Objection to Council Proposal to Build New St Julie's School in Woolton Wood Green Space
This petition had 4,215 supporters
There is no pressing need to rebuild St Julies new school on Woolton Wood green space, a much loved area used by the whole of the community, churches, schools and voluntary groups, especially when there are alternative sites available such as the vacant Sunflower Centre Speke Road and its additional land, which could be used for student decant during rebuilding on the current St Julie site, or for a new build of the school.
Woolton Wood is protected by Woolton Conservation Area, and Calderstones / Woolton Green Wedge policies and conserves a high biodiversity area which is part of the Liverpool green lungs and contributes to the health and welfare of all the community.
We would ask you not to build on part of this irreplaceable community asset – once it is built upon the green space is gone forever.
When the Friends of Woolton Wood ( part of Woolton Village Residents Association ) started work in Woolton Wood and Camp hill some 20 years ago, the site was plagued by drunkards, drug takers, gang conflict, dumping, cross country bikes, and quads racing across the grass making the park unusable and unsafe to many members of the community, especially children.
Collectively the community gradually took ownership of the open space, clearing up the mess using unpaid volunteers, and improving site safety. New steel entry gates were installed in partnership with the city council and Merseyside Police to keep unwanted vehicles (often unlicensed and uninsured) out of the park.
Gradually residents and visitors from all over Liverpool began to use the Park as it should be – a community resource for the health, welfare and benefit of all the community both near and far.
The Friends group formed working partnerships with The Mersey Forest, The Conservation Volunteers, Glendale Liverpool, Merseyside Police, Council security, and Council staff to improve the park and make it a welcoming environment resulting in Green Flag status being awarded. Further development took place with the WVRA creating the Liverpool Bumblebee Haven Project in partnership with the Mersey Forest, and Veolia Environmental trust, the results of which were recognised in a presentation lunch at the House of Lords two years ago for the work carried out.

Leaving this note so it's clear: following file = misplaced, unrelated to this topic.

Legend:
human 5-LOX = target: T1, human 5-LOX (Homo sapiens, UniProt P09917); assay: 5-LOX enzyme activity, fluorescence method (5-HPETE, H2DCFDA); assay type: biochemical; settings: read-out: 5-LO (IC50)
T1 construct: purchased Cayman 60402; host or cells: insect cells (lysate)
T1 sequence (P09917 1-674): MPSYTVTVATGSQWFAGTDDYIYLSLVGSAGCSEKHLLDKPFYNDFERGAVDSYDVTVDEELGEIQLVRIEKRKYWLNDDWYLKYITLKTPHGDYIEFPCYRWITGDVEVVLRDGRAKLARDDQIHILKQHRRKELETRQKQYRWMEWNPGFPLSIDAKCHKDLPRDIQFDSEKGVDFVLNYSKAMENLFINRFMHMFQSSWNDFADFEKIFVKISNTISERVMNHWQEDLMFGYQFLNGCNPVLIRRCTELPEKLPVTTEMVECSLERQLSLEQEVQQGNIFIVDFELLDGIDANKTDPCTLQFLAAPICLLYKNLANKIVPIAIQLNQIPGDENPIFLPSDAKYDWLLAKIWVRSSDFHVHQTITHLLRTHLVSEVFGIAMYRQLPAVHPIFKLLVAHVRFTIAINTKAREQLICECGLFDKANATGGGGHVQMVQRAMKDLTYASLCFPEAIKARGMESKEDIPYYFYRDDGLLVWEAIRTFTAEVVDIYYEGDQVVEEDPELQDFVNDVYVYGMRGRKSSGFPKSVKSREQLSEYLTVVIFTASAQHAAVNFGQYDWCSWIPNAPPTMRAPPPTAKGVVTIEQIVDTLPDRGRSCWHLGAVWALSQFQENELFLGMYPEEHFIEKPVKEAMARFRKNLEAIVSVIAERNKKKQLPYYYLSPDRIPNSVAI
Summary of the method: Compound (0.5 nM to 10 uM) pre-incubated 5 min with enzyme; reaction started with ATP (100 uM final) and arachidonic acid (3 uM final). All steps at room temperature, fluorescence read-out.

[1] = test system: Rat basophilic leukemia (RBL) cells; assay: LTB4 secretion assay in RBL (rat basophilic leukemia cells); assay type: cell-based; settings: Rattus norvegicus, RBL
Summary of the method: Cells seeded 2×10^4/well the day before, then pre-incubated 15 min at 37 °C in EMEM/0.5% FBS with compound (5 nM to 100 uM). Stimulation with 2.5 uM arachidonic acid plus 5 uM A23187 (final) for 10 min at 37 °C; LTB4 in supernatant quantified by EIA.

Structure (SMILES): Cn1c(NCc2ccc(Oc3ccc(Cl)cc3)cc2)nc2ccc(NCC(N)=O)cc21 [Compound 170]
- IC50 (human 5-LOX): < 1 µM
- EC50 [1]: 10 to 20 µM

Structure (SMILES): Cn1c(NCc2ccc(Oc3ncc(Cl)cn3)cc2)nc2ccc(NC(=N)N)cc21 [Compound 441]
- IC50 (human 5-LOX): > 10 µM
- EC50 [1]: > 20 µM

To date Woolton Village Residents Association ( Friends of Woolton Wood ) have planted over 2000 trees, and sown some 8 million wildflower seeds to improve biodiversity and support Bumblebees, Butterflies, Moths, wild birds and mammals. Grant funding has been provided by the Mersey Forest and Veolia Environmental Trust to enable this work to be carried out.
Whilst members have some sympathy with the Mayor Anderson being under such financial pressure in balancing the books due to government budget cuts, we consider this is not the way to go about things chopping sections off an irreplaceable protected green space site.
The Mayors change of mind in not building St Julies new school on the old Palmerston school site in Beaconsfield Road means that both the Palmerston school site and Lower Lea school site can go for sale as he stated for housing development should planning permission be granted.
We can see no reason why the sale of both school sites on Beaconsfield Rd could not readily offset the planned returns from the sale of the existing St Julies site at Speke Rd for housing development, which would be lost if St Julies school was rebuilt on its existing site.
Finding an alternate site to rebuild St Julies School, would enable maximum council returns to be made from the sales of the Palmerston site, the Lower Lea site, and St Julie’s existing site for housing development.
Keeping Woolton Wood and Camphill protected green space safe from development means our children and grandchildren can enjoy the health/welfare benefits as we do.
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